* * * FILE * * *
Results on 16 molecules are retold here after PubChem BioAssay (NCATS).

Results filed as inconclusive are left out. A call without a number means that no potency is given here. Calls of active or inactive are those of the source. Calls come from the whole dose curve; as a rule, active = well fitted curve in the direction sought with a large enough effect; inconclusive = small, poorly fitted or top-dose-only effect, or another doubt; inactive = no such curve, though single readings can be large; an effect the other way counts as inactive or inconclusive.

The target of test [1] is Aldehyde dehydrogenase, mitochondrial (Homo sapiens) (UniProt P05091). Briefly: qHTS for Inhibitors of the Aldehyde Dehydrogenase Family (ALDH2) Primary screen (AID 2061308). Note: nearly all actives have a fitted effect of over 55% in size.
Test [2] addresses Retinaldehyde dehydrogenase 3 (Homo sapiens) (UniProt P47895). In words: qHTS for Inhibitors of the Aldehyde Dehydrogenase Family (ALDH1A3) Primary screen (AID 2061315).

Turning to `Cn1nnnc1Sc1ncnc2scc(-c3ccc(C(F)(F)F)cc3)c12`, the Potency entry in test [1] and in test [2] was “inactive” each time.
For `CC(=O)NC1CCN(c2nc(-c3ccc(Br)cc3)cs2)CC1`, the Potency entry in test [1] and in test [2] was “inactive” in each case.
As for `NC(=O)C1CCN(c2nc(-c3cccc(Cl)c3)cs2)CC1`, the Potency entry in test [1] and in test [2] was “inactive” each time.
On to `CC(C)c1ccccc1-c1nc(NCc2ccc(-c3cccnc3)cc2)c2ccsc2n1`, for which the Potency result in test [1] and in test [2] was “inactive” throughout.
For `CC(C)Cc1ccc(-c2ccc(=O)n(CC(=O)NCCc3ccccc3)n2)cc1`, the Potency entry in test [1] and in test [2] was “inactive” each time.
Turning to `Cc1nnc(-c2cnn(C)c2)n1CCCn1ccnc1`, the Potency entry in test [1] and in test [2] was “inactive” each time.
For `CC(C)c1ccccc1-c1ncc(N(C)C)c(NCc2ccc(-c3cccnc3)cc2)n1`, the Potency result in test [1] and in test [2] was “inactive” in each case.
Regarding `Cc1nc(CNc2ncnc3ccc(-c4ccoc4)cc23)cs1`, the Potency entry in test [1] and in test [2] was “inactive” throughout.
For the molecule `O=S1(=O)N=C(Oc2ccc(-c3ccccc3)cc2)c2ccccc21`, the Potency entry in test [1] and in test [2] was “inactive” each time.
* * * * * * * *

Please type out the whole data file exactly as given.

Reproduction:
Results on 16 molecules are retold here after PubChem BioAssay (NCATS).

Results filed as inconclusive are left out. A call without a number means that no potency is given here. Calls of active or inactive are those of the source. Calls come from the whole dose curve; as a rule, active = well fitted curve in the direction sought with a large enough effect; inconclusive = small, poorly fitted or top-dose-only effect, or another doubt; inactive = no such curve, though single readings can be large; an effect the other way counts as inactive or inconclusive.

The target of test [1] is Aldehyde dehydrogenase, mitochondrial (Homo sapiens) (UniProt P05091). Briefly: qHTS for Inhibitors of the Aldehyde Dehydrogenase Family (ALDH2) Primary screen (AID 2061308). Note: nearly all actives have a fitted effect of over 55% in size.
Test [2] addresses Retinaldehyde dehydrogenase 3 (Homo sapiens) (UniProt P47895). In words: qHTS for Inhibitors of the Aldehyde Dehydrogenase Family (ALDH1A3) Primary screen (AID 2061315).

Turning to `Cn1nnnc1Sc1ncnc2scc(-c3ccc(C(F)(F)F)cc3)c12`, the Potency entry in test [1] and in test [2] was “inactive” each time.
For `CC(=O)NC1CCN(c2nc(-c3ccc(Br)cc3)cs2)CC1`, the Potency entry in test [1] and in test [2] was “inactive” in each case.
As for `NC(=O)C1CCN(c2nc(-c3cccc(Cl)c3)cs2)CC1`, the Potency entry in test [1] and in test [2] was “inactive” each time.
On to `CC(C)c1ccccc1-c1nc(NCc2ccc(-c3cccnc3)cc2)c2ccsc2n1`, for which the Potency result in test [1] and in test [2] was “inactive” throughout.
For `CC(C)Cc1ccc(-c2ccc(=O)n(CC(=O)NCCc3ccccc3)n2)cc1`, the Potency entry in test [1] and in test [2] was “inactive” each time.
Turning to `Cc1nnc(-c2cnn(C)c2)n1CCCn1ccnc1`, the Potency entry in test [1] and in test [2] was “inactive” each time.
For `CC(C)c1ccccc1-c1ncc(N(C)C)c(NCc2ccc(-c3cccnc3)cc2)n1`, the Potency result in test [1] and in test [2] was “inactive” in each case.
Regarding `Cc1nc(CNc2ncnc3ccc(-c4ccoc4)cc23)cs1`, the Potency entry in test [1] and in test [2] was “inactive” throughout.
For the molecule `O=S1(=O)N=C(Oc2ccc(-c3ccccc3)cc2)c2ccccc21`, the Potency entry in test [1] and in test [2] was “inactive” each time.